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National Security & Defense

Ben Sasse Nails It on Why the Nuclear Talks with Iran Have to Be Stopped

I have written several pieces for NRO over the last year (here, here, and here) on why the ongoing nuclear talks with Iran are deeply flawed because they reflect the Obama administration’s tacit decision to accept an Iranian nuclear program in the belief that it can be managed.  The Obama administration recently confirmed three huge concessions it has offered to Tehran in a nuclear agreement: that Iran would be allowed to enrich uranium with up to 6,500 uranium centrifuges; that a final deal would only apply for ten years; and, after good behavior, Iran would be permitted to accelerate uranium enrichment before the agreement expired. 

Obama officials defend their approach to the nuclear talks because they claim a final deal will  be subject to robust verification by IAEA inspectors. This argument is hard to take seriously since Iran has never fully cooperated with the IAEA and has specifically refused to cooperated with IAEA inspectors during the talks and cheated on the interim agreement which set up the talks.Moreover, yesterday’s revelations (if they are true) by the NCRI, an Iranian dissident group, that Iran has been operating a secret facility where it has been developing advanced uranium centrifuges and may be enriching uranium adds to the suspicion that Tehran cannot be trusted with any dual-use nuclear technology.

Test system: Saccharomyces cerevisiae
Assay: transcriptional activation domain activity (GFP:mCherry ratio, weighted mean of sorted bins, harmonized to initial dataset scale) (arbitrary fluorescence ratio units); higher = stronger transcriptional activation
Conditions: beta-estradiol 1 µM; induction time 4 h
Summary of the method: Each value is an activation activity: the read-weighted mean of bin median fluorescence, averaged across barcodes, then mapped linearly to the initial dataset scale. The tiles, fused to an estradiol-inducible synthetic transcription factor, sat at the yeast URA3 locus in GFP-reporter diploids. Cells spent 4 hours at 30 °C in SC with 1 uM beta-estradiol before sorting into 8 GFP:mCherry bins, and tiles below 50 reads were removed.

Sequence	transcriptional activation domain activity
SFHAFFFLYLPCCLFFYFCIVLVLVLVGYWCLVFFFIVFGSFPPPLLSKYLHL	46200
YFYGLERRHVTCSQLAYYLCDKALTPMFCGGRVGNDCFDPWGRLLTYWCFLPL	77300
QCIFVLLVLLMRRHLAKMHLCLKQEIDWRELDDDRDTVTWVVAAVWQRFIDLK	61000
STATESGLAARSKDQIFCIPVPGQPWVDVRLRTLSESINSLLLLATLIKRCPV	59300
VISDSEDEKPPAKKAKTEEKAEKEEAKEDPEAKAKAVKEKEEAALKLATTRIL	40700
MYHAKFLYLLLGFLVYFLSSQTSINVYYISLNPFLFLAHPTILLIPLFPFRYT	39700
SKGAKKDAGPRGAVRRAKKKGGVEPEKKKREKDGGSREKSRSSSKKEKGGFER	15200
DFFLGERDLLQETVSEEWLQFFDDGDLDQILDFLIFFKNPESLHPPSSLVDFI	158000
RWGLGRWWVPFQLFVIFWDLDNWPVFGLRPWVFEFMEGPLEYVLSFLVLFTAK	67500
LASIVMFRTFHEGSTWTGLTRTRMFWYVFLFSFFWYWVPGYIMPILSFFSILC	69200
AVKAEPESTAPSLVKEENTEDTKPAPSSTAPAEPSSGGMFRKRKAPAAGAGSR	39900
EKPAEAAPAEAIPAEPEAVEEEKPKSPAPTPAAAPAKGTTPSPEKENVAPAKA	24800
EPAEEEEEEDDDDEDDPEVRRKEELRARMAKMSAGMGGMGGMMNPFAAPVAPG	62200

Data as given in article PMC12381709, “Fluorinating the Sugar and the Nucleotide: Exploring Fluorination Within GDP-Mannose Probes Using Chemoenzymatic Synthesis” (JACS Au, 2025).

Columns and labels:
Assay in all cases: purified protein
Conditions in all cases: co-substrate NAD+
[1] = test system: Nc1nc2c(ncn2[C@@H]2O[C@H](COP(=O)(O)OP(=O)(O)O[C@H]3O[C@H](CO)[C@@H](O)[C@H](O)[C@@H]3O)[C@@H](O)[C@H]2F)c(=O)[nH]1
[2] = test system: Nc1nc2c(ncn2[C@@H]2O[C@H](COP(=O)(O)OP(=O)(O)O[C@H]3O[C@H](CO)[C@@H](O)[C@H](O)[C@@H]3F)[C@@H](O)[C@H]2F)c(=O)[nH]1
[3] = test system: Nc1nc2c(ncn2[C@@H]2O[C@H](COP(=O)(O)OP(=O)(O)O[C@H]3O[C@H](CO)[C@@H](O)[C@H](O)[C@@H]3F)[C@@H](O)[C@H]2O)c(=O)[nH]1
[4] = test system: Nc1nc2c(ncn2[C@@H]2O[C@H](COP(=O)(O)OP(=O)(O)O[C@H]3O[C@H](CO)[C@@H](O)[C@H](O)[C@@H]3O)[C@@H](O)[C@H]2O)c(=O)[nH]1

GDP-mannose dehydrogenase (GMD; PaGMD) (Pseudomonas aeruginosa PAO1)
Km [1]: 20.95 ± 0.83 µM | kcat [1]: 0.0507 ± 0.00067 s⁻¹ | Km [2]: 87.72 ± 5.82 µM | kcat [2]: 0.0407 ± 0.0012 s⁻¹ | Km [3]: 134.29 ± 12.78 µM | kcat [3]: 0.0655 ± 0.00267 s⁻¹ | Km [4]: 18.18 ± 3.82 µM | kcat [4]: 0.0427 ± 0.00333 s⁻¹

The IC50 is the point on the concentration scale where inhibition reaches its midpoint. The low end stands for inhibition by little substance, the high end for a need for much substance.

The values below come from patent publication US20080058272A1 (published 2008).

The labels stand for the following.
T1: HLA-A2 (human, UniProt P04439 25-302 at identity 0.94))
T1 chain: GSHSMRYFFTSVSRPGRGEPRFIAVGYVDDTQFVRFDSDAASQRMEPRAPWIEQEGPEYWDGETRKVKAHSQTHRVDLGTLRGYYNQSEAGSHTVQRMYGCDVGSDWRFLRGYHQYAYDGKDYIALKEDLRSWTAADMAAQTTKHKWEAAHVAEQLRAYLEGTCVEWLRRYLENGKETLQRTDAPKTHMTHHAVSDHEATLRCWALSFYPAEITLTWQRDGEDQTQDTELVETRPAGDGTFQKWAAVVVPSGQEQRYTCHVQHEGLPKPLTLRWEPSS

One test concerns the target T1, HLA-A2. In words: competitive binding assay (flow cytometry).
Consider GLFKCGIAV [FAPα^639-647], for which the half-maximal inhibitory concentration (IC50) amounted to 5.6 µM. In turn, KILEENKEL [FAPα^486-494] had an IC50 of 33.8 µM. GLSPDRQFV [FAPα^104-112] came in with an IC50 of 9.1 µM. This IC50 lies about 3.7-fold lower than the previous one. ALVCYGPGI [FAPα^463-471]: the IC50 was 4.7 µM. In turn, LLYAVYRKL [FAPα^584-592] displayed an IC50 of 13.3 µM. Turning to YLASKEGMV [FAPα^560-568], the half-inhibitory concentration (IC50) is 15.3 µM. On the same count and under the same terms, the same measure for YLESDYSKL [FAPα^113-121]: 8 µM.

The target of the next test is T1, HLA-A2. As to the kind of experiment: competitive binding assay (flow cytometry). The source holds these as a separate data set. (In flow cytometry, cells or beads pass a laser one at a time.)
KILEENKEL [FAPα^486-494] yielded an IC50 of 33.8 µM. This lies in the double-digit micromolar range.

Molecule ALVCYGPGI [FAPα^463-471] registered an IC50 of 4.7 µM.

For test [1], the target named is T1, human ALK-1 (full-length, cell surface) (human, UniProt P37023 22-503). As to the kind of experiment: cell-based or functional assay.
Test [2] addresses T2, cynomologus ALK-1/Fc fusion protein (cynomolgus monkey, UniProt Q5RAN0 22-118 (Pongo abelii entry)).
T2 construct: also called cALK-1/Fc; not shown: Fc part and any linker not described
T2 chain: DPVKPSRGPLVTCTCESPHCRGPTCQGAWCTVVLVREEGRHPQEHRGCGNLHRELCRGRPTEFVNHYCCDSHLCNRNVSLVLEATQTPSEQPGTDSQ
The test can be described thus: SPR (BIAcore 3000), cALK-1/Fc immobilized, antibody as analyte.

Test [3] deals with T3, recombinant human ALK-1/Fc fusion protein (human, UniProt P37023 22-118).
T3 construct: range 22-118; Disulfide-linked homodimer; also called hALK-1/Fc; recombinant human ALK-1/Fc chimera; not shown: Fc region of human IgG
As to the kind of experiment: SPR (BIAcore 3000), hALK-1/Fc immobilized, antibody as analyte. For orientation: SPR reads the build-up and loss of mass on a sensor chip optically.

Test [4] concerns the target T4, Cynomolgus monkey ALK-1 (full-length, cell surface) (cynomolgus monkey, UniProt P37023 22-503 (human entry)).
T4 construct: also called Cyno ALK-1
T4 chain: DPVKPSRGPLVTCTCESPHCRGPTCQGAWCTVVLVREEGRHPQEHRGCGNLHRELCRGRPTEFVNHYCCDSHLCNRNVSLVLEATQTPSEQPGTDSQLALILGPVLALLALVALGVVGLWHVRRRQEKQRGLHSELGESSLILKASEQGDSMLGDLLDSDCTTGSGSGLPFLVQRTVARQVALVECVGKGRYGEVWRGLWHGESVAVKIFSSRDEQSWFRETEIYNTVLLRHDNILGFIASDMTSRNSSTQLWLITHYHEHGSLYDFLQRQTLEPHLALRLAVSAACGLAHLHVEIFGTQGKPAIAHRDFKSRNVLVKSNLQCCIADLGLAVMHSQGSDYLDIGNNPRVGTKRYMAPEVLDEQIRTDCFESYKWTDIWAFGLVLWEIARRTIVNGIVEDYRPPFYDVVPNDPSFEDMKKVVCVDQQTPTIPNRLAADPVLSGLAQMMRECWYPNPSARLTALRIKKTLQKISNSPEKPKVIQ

There are a lot of issues to sort out here, and Republican freshman Senator Ben Sasse of Nebraska, in  a brilliant five minute video, has a superb summary of them. Senator Sasse speaks plainly, saying the Obama administration’s plan “is explicitly tolerating a renegade nuclear program” and calls the prospective nuclear deal “foolishly short-sighted and a horrible betrayal of our allies in the Middle East.”

The junior senator from Nebraska understands why the Obama administration’s nuclear diplomacy with Iran is dangerously misguided — his video is a must-watch.

Fred Fleitz, president of the Center for Security Policy, served in 2018 as deputy assistant to the president and to the chief of staff of the National Security Council. He previously held national-security jobs with the CIA, the DIA, the Department of State, and the House Intelligence Committee staff.

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